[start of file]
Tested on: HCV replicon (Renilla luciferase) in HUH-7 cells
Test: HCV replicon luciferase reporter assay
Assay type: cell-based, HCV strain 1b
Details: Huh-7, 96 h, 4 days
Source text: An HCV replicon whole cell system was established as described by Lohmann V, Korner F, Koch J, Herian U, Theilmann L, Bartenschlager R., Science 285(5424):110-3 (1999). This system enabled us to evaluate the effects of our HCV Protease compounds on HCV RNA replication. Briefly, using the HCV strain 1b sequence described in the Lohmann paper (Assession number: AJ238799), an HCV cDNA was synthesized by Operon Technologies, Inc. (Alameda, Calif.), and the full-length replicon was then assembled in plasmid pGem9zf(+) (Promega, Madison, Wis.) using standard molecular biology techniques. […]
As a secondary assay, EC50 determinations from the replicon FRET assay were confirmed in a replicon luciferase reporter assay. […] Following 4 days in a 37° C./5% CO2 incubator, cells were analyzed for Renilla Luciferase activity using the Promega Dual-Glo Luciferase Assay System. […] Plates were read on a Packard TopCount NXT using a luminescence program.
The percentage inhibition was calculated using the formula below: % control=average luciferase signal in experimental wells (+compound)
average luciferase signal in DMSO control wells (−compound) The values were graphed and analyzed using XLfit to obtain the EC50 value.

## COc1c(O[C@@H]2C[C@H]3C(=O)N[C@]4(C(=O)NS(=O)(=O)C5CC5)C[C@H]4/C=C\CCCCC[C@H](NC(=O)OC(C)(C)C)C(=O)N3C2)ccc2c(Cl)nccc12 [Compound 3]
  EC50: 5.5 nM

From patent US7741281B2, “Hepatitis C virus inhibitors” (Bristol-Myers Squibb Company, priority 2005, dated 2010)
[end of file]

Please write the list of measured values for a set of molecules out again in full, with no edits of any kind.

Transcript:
Tested on: HCV replicon (Renilla luciferase) in HUH-7 cells
Test: HCV replicon luciferase reporter assay
Assay type: cell-based, HCV strain 1b
Details: Huh-7, 96 h, 4 days
Source text: An HCV replicon whole cell system was established as described by Lohmann V, Korner F, Koch J, Herian U, Theilmann L, Bartenschlager R., Science 285(5424):110-3 (1999). This system enabled us to evaluate the effects of our HCV Protease compounds on HCV RNA replication. Briefly, using the HCV strain 1b sequence described in the Lohmann paper (Assession number: AJ238799), an HCV cDNA was synthesized by Operon Technologies, Inc. (Alameda, Calif.), and the full-length replicon was then assembled in plasmid pGem9zf(+) (Promega, Madison, Wis.) using standard molecular biology techniques. […]
As a secondary assay, EC50 determinations from the replicon FRET assay were confirmed in a replicon luciferase reporter assay. […] Following 4 days in a 37° C./5% CO2 incubator, cells were analyzed for Renilla Luciferase activity using the Promega Dual-Glo Luciferase Assay System. […] Plates were read on a Packard TopCount NXT using a luminescence program.
The percentage inhibition was calculated using the formula below: % control=average luciferase signal in experimental wells (+compound)
average luciferase signal in DMSO control wells (−compound) The values were graphed and analyzed using XLfit to obtain the EC50 value.

## COc1c(O[C@@H]2C[C@H]3C(=O)N[C@]4(C(=O)NS(=O)(=O)C5CC5)C[C@H]4/C=C\CCCCC[C@H](NC(=O)OC(C)(C)C)C(=O)N3C2)ccc2c(Cl)nccc12 [Compound 3]
  EC50: 5.5 nM

From patent US7741281B2, “Hepatitis C virus inhibitors” (Bristol-Myers Squibb Company, priority 2005, dated 2010)